2. In an automotive vehicle including a steering wheel at a drivers position, a seat construction at said position comprising a seat and back rest rigidly joined and bodily movable together as a seat unit, a base unit on which said seat unit is shiftably carried, and means connecting said seat unit to said base unit for limited adjustable arcuate movement of said seat unit about a center in the vicinity of said steering wheel, including an arcuate track extending longitudinally of the vehicle and connected to one of said units and an element on said track connected to the other unit, said track and element being so arranged as to be relatively movable in response to pressure exerted on a steering wheel by a driver occupying said seat, whereby said seat unit may be bodily shifted and adjusted to 1 ing wheel at a drivers position, a seat construcmeans providing for limited longitudinal movement and for a contemporaneous tilting movement of said seat to difierent adjusted angular positions with respect to said steering wheel so y 3 as to enable a substantial swinging 01' said seat unit and, the body of the driver as-compared to substantiallylittle movement of the drivers head, said means being so arranged as to be responsive to a shifting pressure applied to the 0 seat by the body of an occupant thereof to shift and swing said seat unit bodily on said base unit to adjust said seat unit to diflerent driving positions.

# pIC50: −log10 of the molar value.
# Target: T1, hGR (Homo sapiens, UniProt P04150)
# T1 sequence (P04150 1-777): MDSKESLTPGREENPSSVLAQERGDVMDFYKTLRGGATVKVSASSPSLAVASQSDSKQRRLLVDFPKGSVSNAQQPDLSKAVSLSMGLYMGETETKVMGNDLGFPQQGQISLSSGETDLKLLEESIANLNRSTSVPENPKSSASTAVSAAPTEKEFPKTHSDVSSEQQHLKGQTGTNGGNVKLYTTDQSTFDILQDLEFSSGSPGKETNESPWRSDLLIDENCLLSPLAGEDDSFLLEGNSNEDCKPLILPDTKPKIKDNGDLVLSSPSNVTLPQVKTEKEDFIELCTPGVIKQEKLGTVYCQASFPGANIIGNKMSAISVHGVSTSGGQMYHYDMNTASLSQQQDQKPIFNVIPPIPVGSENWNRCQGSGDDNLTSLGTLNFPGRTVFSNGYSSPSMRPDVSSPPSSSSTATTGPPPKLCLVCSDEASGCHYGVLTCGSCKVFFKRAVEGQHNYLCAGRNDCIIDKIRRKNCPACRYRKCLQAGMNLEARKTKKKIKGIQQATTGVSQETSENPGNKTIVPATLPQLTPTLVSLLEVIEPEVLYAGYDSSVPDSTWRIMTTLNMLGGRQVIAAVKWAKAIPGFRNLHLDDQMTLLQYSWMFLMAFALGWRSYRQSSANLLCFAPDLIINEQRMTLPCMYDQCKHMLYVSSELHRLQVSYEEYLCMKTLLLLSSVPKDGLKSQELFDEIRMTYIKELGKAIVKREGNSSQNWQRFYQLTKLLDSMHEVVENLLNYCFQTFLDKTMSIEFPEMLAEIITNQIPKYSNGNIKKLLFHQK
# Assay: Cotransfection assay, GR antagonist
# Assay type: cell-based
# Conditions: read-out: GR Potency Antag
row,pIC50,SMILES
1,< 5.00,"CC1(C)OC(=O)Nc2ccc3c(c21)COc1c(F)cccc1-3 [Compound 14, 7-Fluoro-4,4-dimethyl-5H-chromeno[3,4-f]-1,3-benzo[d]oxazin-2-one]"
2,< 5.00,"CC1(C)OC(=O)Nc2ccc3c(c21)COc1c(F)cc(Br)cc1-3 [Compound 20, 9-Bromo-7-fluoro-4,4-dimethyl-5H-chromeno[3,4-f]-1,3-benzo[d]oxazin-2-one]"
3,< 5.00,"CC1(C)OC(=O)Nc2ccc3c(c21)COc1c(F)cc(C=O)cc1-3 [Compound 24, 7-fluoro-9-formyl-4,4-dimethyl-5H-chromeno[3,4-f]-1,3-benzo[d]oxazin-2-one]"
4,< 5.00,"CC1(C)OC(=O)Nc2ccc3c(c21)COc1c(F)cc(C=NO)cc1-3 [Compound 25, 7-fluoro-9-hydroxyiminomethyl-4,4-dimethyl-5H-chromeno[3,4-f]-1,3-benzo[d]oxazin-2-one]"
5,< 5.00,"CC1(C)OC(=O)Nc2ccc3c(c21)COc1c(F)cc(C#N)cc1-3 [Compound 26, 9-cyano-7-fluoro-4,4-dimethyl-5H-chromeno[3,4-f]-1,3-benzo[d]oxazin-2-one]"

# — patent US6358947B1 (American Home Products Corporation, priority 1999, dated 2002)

WALTER A. PARKS. 10

Referenced by
Citing PatentFiling datePublication dateApplicantTitle
US2681687 *Dec 8, 1948Jun 22, 1954Jules HaltenbergerMotor vehicle independent seat control
US2723710 *Jun 30, 1951Nov 15, 1955Int Harvester CoVehicle seat structure
US2798534 *Jul 14, 1953Jul 9, 1957Curtis John JReclining chair
US3186761 *Mar 14, 1961Jun 1, 1965Miller Herman IncMovable chair
US3284134 *Apr 30, 1964Nov 8, 1966Air FranceAdjustable seats
US5603551 *Jan 16, 1996Feb 18, 1997Sheehan; KellyGravitational resistant positional chair
US5630648 *Jan 13, 1995May 20, 1997Harry C. SweereDynamic posture chair
US8061755 *Sep 16, 2005Nov 22, 2011Otto Bock Healthcare GmbhVehicle with driver's seat with adjustable inclination
Classifications
U.S. Classification297/326, 297/329
International ClassificationB60N2/427, B60N2/42
Cooperative ClassificationB60N2/4221, B60N2/42736
European ClassificationB60N2/427R2, B60N2/42D2F